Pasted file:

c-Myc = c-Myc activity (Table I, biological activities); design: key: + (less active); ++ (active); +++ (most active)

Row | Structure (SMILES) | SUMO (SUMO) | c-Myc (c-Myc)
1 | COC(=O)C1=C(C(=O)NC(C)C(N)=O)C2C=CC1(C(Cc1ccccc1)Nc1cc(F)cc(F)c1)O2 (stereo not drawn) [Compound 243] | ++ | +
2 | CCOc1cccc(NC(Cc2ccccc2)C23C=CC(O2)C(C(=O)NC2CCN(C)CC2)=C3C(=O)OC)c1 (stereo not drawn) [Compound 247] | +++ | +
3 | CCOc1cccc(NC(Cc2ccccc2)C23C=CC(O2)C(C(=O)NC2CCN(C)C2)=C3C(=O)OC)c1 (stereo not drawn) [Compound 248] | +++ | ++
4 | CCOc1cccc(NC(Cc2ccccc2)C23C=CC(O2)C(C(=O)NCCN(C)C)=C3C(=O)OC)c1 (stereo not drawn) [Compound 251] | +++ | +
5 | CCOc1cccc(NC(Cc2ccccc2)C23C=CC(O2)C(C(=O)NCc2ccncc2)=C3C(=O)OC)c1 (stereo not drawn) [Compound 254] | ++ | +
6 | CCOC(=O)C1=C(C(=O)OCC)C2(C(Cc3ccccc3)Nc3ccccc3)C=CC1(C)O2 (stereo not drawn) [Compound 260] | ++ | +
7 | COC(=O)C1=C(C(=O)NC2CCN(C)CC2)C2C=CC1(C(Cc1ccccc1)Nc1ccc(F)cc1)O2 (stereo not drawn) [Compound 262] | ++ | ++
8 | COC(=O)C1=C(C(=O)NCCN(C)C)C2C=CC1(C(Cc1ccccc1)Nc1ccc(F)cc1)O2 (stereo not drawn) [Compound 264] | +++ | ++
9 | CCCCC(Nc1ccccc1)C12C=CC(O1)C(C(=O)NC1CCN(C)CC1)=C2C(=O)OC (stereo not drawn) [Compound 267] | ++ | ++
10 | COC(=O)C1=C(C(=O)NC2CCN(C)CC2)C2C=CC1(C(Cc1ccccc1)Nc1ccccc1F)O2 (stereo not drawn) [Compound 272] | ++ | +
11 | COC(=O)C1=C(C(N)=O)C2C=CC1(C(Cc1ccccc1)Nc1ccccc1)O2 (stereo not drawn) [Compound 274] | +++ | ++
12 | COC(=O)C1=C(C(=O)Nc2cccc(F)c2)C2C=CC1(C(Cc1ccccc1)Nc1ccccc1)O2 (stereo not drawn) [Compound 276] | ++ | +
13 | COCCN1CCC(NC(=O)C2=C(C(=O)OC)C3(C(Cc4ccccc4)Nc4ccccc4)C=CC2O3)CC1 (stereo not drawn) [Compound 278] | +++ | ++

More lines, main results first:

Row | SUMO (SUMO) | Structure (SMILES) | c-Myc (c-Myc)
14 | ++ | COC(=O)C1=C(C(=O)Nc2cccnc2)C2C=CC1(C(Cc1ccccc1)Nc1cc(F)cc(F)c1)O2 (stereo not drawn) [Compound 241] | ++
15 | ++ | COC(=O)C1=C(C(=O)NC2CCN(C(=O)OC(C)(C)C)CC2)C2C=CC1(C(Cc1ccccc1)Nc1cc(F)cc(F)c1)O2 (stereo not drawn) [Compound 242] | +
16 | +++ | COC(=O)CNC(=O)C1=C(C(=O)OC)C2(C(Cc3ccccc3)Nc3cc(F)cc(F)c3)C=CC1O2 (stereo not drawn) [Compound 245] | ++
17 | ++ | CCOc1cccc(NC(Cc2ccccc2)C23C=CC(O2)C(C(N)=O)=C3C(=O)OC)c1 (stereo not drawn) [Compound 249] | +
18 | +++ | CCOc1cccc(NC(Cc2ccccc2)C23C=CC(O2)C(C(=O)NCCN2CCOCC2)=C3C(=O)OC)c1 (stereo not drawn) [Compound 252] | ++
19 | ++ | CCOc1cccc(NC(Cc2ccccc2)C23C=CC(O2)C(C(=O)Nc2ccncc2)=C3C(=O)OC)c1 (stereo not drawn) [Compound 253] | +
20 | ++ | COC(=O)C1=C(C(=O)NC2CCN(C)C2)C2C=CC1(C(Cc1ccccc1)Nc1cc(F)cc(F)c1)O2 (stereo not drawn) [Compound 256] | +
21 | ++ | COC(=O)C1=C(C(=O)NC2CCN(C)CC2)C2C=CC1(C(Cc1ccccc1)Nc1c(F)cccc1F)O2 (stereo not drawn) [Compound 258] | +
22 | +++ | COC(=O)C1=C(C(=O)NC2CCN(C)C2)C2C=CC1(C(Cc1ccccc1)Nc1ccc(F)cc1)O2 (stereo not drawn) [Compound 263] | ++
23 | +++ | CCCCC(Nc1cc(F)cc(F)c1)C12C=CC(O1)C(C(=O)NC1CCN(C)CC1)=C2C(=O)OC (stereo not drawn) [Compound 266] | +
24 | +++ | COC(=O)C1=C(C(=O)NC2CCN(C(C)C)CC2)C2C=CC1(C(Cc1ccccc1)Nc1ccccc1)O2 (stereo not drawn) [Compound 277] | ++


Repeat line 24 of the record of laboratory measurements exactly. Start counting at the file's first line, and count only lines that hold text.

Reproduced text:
20 | ++ | COC(=O)C1=C(C(=O)NC2CCN(C)C2)C2C=CC1(C(Cc1ccccc1)Nc1cc(F)cc(F)c1)O2 (stereo not drawn) [Compound 256] | +